Note: Winding Pathways received no discount or special consideration for selecting DeNeve Construction and writing this blog about class 4 rubber shingles. This reflects our personal experience and research.
Most of our Winding Pathways blogs are about managing a yard for beauty, health, and to attract fascinating wildlife. Sometimes we share house tips, especially about energy savings and photovoltaics.
We just learned something new. Our roof’s shingles had been put in about 20 years ago. They were supposed to last longer but were stiff, beginning to curl, and some nails were poking out above the shingles. It was time for a new roof.
The crew were fast, efficient and friendly.
We received three bids from local roofers and hired DeNeve Construction to do the work. Owner Rick DeNeve met us and said, “I suggest you use Class 4 shingles. They are a little more expensive but resist hail and wind and last longer than normal ones. Give your insurance company a call, and you may get a discount if you use Class 4s.”
We did and learned that we’d receive a whopping 26% reduction in home insurance premium cost by using Class 4 instead of less expensive and durable shingles. That’s a savings of about $260 a year in insurance cost.
“Most shingles have a fiberglass base layer. Every spot hit by a large hailstone suffers damage, and this greatly shortens the life of the roof. Class 4 shingles have a rubber base, and hailstones bounce off without damage,” continued DeNeve.
Life Cycle Cost
Men putting on shingles
Whenever we buy anything for the house, we consider life cycle cost. Simply put, that is the cost of the item based on its average annual cost determined by its expected life. Some examples are the roof, paint, refrigerator, and just about everything else people buy.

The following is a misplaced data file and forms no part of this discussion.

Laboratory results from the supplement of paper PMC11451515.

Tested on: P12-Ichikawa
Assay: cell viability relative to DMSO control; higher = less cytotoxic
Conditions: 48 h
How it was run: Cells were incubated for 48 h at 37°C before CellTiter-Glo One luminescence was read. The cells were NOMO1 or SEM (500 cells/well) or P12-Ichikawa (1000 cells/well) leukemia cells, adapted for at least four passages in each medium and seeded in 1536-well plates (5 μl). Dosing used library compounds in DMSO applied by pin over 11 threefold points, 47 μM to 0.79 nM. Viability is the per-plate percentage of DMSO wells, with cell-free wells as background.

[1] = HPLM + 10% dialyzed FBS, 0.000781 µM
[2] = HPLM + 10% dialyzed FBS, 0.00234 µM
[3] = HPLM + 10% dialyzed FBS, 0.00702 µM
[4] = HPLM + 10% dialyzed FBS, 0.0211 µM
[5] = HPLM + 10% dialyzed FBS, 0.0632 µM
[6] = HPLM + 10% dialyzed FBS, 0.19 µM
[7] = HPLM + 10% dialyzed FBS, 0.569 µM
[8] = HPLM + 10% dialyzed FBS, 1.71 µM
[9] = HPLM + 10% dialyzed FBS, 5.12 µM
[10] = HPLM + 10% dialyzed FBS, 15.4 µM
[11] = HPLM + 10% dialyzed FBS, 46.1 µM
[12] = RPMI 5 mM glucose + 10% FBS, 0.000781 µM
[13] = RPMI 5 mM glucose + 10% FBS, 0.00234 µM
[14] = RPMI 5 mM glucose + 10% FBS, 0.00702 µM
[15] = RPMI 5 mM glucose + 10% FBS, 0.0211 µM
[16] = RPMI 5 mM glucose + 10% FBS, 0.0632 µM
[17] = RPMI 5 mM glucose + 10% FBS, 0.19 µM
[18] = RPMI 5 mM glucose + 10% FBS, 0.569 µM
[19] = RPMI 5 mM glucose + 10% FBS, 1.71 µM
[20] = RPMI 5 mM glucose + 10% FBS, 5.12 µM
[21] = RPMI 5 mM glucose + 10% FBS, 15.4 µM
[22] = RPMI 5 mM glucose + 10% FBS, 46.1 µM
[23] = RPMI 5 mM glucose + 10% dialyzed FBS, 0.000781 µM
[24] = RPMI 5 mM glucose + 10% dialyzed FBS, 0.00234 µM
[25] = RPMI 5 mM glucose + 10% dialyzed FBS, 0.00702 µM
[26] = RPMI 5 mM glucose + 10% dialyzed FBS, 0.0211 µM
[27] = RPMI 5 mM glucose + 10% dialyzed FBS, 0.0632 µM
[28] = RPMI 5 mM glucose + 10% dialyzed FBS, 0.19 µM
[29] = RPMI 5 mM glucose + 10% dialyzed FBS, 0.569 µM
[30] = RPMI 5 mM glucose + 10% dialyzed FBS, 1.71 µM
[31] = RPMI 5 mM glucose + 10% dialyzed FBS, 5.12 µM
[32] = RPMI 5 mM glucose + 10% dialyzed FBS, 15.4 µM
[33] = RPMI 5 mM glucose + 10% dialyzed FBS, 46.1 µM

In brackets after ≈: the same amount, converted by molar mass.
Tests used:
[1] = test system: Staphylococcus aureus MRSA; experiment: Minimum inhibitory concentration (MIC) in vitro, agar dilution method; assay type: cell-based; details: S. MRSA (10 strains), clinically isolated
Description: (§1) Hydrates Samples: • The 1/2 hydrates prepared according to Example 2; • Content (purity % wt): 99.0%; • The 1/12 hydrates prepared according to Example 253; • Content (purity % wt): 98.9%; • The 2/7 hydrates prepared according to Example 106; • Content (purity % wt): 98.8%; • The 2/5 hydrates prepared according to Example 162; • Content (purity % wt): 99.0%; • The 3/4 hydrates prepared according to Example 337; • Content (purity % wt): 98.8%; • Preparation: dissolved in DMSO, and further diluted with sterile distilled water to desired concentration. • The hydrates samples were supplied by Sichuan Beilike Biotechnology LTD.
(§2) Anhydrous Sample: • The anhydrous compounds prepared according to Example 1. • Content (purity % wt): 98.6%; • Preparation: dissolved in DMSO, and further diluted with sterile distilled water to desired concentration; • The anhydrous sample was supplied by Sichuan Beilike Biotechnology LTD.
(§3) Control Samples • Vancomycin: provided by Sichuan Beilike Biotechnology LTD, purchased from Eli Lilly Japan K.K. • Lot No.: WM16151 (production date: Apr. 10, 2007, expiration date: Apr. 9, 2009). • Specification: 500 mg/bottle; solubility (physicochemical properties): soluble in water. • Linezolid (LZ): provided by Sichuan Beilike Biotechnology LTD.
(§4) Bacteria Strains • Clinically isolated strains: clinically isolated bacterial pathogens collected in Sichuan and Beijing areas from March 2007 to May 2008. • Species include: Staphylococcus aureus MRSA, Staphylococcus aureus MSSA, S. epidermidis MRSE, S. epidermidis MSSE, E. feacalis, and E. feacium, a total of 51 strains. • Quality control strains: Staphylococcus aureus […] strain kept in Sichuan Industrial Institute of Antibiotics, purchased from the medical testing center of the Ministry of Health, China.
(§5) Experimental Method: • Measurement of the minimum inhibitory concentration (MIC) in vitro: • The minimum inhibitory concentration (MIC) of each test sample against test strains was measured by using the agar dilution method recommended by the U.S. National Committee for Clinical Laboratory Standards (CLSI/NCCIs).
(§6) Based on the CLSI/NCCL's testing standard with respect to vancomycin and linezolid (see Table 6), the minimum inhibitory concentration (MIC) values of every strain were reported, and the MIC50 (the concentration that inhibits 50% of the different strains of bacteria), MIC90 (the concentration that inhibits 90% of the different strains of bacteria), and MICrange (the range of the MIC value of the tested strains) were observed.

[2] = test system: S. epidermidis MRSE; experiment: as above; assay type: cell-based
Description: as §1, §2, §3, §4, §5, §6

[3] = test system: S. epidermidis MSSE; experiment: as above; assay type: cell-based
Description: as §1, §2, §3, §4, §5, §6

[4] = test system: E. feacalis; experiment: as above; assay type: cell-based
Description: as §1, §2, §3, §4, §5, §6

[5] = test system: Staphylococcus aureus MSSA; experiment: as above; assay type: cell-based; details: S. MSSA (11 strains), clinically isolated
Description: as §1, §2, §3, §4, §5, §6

In this case, cheap shingles would have saved us about $2,000 on our rather large roof but we could expect to change them within 20 years. Class 4 shingles are likely to last at least 30 years. The upfront cost is a little higher but the long-term cost is lower.
That seems to be a common situation. Anything that’s durable is likely to cost more to buy than a cheap counterpart, but in the long run, it is less expensive and saves money, time and inconvenience of replacing the less expensive product. In addition, durable high-quality items often look and function better than cheapies.
We’re probably not going to be around to ever need to reroof our house, but in coming years we’ll enjoy our insurance discount and a beautiful roof that will resist Iowa’s notorious sleet, hail, and heavy rain.
The sheathing has no rot.
Lawn magnet to pick up nails.
The roof blends well with our landscape.
In July we hired Brown Concrete and Backhoe to pump out Winding Pathways’ septic tank. We were surprised to hear Trevor Dickerson, who designs waste treatment systems and helped with our project, say that septic systems share similar characteristics with cars.
“If you don’t take good care of a car it might die when you are in the midst of traffic. If you don’t take care of your septic system it could fail just when the house is filled with wedding or graduation guests,” he said.
We weren’t having any problems with our septic system but it hadn’t been pumped for seven years. That’s getting long so we hired Brown to pump it out, inspect the system, and share tips on proper septic tank maintenance and care.
Few people give their septic system much thought – until it fails. They flush and forget. But, every day millions of bacteria and other organisms quietly consume waste in the tank and soil. They are biological wonders that help prevent water pollution.
The septic system treats biodegradable materials
Man pumping septic system
Most American homes are connected to a municipal sewer that channels waste into a treatment plant. All they need to do is pay a monthly or quarterly bill and not worry about a personal septic system. Folks living in rural areas aren’t as fortunate. They must have their own septic system to receive and treat waste. Proper maintenance reduces problems. Here are some actions we take to keep our system working properly.
- Only flush easily degradable items down the drain, such as human waste and shower and dishwashing water.